California’s green energy fleet is to undergo a deep-reaching transformation in the space of a decade under new targets, adopted by the US state’s regulator just this week.
Solar and energy storage batteries will be the two cornerstone technologies of a plan to add nearly 25GW in new renewable capacity to the Golden State by 2030, in a bid to push greenhouse gas emissions down to 46 million metric tonnes (MMT) by the same year.
The roadmap approved by the California Public Utilities Commission (CPUC) will see 11GW of new utility-scale solar installed by 2030, leading to a cumulative 25.9GW. For their part, storage battery systems must add a fresh 8.87GW to reach a cumulative 12GW by the same year.
The achievement of CPUC’s 25GW target – effectively more than doubling California’s current installed green energy capacity – will rest on power providers, including investor-owned utilities such as the Pacific Gas and Electric Company (PG&E), community choice aggregators and others.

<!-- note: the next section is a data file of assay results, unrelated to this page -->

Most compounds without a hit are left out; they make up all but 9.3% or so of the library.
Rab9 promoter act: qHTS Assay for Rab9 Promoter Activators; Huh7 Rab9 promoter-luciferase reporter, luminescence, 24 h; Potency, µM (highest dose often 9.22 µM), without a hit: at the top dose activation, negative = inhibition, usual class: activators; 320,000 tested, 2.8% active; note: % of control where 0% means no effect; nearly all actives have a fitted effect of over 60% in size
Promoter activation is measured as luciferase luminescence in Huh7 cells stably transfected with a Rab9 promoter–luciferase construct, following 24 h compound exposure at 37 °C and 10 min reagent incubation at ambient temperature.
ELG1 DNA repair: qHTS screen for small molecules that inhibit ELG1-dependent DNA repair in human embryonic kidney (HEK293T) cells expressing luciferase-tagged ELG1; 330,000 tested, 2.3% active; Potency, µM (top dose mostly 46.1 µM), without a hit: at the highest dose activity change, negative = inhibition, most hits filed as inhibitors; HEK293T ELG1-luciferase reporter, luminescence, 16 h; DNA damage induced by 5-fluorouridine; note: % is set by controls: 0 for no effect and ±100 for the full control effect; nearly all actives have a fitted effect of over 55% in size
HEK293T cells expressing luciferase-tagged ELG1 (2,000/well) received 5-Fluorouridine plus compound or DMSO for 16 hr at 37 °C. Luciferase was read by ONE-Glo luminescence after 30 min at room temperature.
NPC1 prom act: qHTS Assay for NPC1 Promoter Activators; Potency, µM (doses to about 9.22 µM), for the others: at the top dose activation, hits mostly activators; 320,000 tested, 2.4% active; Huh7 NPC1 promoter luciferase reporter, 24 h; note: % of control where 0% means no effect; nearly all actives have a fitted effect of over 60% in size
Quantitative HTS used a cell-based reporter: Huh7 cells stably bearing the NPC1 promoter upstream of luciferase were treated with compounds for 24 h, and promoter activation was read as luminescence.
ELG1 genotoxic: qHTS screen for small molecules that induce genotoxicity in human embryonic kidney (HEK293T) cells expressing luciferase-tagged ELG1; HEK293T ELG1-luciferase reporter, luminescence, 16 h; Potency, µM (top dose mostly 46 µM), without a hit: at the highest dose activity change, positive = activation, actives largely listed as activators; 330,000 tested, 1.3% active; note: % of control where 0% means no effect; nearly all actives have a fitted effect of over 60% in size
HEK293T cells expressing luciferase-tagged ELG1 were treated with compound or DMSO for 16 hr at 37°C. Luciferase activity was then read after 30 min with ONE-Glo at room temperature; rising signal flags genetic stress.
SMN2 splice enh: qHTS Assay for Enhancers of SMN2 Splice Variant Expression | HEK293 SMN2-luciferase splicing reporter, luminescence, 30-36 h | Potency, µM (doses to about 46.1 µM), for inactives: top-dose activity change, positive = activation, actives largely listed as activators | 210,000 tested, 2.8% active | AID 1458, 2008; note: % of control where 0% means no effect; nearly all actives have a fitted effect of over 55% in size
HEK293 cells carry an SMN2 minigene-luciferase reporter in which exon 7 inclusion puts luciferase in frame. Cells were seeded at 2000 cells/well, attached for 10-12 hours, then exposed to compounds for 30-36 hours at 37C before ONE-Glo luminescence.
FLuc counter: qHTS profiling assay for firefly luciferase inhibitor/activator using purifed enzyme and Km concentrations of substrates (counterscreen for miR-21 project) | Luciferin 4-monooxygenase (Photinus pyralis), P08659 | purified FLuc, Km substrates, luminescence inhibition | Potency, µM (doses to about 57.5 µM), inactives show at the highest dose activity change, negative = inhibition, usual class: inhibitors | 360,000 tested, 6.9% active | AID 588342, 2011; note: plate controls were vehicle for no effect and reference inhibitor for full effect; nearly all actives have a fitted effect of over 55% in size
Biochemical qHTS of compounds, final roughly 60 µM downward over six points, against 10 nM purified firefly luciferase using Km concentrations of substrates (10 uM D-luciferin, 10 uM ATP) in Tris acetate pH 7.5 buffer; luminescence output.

These firms must draw up plans on how they will contribute their share of the zero-carbon push. Once it reviews providers’ submissions, the CPUC will decide whether California will work towards a green energy portfolio able to deliver the 46 MMT target, or an even stricter 38 MMT goal.